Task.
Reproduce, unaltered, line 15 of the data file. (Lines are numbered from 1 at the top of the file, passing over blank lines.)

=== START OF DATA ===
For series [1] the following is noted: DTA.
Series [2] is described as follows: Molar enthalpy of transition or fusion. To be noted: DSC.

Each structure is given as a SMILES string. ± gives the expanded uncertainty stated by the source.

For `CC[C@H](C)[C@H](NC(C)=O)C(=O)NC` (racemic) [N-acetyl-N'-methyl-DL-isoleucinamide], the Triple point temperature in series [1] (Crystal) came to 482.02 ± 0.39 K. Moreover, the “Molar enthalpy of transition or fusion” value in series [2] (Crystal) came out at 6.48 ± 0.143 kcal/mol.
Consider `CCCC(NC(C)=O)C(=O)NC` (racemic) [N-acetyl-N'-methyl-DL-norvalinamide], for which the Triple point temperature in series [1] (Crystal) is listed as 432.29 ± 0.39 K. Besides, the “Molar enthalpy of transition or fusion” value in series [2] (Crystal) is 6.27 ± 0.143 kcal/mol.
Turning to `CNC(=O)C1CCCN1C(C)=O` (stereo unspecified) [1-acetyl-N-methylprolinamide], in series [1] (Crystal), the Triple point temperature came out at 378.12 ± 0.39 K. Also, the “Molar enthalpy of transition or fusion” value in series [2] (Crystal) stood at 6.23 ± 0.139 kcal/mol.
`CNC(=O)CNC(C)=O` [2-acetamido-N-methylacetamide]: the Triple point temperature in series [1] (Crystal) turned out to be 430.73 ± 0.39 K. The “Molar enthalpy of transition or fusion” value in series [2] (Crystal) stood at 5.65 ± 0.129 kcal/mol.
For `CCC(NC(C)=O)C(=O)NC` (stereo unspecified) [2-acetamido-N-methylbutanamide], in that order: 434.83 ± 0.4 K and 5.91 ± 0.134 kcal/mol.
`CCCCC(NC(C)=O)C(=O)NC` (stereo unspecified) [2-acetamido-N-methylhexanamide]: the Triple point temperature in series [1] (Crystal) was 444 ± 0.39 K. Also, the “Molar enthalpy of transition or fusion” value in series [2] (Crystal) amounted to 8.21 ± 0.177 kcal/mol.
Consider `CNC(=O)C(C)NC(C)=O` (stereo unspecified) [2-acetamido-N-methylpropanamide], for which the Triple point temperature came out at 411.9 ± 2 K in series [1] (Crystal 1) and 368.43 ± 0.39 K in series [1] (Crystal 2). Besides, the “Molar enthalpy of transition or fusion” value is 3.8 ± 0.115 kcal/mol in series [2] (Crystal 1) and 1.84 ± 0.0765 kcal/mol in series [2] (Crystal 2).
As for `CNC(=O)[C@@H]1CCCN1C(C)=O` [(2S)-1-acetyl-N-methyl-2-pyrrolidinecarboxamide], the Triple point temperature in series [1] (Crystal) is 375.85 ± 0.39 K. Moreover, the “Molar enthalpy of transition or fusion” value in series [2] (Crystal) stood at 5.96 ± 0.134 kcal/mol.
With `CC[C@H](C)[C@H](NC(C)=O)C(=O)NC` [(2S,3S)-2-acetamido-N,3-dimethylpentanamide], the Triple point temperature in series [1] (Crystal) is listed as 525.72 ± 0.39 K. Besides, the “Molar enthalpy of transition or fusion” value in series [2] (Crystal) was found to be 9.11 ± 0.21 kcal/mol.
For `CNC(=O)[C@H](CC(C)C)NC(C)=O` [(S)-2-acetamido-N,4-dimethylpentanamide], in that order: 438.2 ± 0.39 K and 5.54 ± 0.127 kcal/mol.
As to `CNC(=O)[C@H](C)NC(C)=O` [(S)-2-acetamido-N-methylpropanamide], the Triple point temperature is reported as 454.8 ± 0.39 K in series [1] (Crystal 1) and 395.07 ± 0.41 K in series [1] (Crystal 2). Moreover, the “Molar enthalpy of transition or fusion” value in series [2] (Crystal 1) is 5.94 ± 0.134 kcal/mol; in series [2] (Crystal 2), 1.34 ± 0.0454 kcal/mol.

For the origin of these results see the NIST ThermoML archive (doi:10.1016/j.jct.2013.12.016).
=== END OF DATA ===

For the origin of these results see the NIST ThermoML archive (doi:10.1016/j.jct.2013.12.016).